Reuven Shiloah was a leader in the intelligence community and the first director of Mossad. The committee he refers to is the Transfer Committee, which was established in the midst of the war in order to examine government policies regarding Arab refugees, or, more precisely, ways of encouraging them to leave the country.

On April 2, 1950, Ben-Gurion notes in his diary that “things are not right in the Negev,” detailing the murder and rape of Arab women by Israeli soldiers and reprisals by the Egyptian army. “Again, our soldiers (Moroccans) caught two young Arab women, and raped and killed them. In retaliation, the Egyptians laid a mine and an ambush, killing five people – three soldiers and two civilians.”

A month later, Ben-Gurion remarks on the health and mental state of then-Deputy Chief of Staff Mordechai “Motke” Maklef, following a meeting Ben-Gurion held with Maklef’s wife Orit. “Motke is tired and depressed. He’s shouldering a huge burden, which he believes in unbearable, both physically and mentally,” writes Ben-Gurion. “He has no family life, [Orit] doesn’t care because she has no choice,” he adds.

At the end of the paragraph Ben-Gurion writes: “I’m sorry about the missed family life, but in our generation, we have to be cruel – security is not an easy or soft issue. If needed, the defense minister will send people like Motke to be killed. The army needs him, and in my opinion he has to stay.” As usual with this diary, it’s not entirely clear whether he was quoting Maklef’s wife or adding his own thoughts, or whether it was a mix of both. Maklef would go on to become Israel’s third chief of staff.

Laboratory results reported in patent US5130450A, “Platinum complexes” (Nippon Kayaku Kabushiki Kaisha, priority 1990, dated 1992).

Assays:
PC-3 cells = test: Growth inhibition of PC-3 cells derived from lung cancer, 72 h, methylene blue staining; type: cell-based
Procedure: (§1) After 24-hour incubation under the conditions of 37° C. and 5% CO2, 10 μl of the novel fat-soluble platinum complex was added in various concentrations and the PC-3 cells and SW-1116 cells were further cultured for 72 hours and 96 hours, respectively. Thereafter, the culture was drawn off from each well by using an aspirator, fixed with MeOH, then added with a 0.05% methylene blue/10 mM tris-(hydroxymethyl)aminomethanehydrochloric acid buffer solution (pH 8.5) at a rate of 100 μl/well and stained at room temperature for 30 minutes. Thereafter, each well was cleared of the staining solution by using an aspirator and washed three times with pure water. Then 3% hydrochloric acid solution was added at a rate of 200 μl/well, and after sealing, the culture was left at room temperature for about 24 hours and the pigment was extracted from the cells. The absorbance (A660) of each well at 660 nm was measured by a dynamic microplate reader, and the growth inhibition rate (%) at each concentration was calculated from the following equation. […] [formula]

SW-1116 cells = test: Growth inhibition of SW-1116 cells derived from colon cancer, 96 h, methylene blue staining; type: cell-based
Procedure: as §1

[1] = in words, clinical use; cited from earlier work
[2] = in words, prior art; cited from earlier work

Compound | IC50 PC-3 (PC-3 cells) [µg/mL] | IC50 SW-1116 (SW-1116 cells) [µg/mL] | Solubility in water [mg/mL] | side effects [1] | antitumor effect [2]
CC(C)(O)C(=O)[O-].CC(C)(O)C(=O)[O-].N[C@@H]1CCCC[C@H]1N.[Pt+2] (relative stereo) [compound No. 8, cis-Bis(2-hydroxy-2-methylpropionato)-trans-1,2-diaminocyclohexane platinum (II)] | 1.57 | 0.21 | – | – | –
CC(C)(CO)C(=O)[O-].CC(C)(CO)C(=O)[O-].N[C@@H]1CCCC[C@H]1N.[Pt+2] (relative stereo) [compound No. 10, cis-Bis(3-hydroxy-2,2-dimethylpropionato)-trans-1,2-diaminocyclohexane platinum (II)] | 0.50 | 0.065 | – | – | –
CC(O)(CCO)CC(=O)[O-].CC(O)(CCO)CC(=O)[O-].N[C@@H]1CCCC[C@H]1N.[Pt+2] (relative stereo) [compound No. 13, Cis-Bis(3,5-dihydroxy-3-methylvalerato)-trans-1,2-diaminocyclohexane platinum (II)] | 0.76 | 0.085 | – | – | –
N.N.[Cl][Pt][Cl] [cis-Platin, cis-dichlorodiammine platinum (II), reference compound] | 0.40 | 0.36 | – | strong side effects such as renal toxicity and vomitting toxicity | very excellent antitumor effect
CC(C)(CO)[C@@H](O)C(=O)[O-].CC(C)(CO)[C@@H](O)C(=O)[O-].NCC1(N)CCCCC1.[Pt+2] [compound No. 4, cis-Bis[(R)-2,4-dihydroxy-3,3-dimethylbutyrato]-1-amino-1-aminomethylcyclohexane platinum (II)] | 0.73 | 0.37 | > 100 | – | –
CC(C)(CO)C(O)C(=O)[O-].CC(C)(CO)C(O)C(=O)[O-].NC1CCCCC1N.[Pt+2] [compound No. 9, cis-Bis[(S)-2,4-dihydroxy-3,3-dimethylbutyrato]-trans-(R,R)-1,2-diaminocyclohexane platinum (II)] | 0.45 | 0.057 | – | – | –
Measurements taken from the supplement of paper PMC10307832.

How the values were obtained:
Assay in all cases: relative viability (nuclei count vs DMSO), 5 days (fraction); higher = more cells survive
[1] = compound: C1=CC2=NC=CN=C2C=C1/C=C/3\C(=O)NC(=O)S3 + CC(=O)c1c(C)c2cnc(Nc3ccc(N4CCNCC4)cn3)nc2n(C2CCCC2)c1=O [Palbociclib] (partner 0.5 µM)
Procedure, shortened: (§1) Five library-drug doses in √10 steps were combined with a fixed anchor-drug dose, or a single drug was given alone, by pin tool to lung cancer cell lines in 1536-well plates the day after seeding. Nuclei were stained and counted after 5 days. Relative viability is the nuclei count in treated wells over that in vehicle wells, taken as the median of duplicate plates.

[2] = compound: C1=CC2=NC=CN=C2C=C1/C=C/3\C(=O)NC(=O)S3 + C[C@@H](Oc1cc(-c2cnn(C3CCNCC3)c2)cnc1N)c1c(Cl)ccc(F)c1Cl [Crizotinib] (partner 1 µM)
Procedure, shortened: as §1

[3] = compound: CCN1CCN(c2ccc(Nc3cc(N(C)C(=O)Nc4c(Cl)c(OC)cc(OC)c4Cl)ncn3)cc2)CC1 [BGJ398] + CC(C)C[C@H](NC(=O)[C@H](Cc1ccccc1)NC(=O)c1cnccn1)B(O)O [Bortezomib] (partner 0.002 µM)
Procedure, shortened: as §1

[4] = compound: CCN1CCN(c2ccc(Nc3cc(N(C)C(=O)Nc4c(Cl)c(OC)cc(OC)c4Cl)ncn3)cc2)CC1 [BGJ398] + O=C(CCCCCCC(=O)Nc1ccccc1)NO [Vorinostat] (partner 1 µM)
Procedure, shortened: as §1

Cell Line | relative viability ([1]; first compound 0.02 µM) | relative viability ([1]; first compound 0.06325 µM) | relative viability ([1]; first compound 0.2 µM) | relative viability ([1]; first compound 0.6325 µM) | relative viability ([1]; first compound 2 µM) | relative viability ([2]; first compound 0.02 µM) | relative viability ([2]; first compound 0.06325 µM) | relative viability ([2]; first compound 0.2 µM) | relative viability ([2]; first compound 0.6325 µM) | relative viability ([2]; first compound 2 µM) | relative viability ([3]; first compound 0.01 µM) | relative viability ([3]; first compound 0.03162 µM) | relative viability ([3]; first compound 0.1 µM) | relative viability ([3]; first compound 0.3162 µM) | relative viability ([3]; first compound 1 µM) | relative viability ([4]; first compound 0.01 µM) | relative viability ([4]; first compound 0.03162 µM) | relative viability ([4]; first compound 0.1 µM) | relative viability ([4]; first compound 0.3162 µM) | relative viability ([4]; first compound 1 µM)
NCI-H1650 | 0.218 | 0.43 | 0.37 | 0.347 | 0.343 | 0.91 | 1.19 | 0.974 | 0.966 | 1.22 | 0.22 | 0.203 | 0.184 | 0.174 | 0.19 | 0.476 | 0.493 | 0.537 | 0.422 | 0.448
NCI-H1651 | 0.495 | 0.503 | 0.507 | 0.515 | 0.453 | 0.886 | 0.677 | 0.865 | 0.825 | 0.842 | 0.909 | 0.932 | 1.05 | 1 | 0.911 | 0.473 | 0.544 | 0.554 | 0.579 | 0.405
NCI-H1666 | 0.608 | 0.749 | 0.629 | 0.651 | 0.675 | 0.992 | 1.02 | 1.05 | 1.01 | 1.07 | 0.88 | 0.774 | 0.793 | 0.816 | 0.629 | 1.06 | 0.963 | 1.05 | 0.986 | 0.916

Another newly uncensored section relates to the sinking of the Irgun arms ship Altalena by the newly created Israel Defense Forces in June 1948, an incident which roiled the Yishuv. In his diary, Ben-Gurion describes a stormy government meeting following pressure to release Irgun members who were detained after exchanging fire with the IDF. The diary refers to individual Knesset and cabinet members as “despicable,” “doormats,” “contemptible” and “worthless” (though it’s not always clear to whom he is referring). Ben-Gurion notes that “the lowlife” must resign, since “I told him that justice must be served for shooting at Jews.” He summarized the issue: “That’s the situation in the party. I’m in despair.”

Also uncensored is a section describing a 1951 meeting between Ben-Gurion and Ernst David Bergmann, a leading Israeli scientist who was responsible for several scientific projects for the military. “Dr. Bergmann came to see me. They’ve prepared some synthetic material that causes cancer, and it enables testing for cancer at a very early stage,” says Ben-Gurion. He does not elaborate.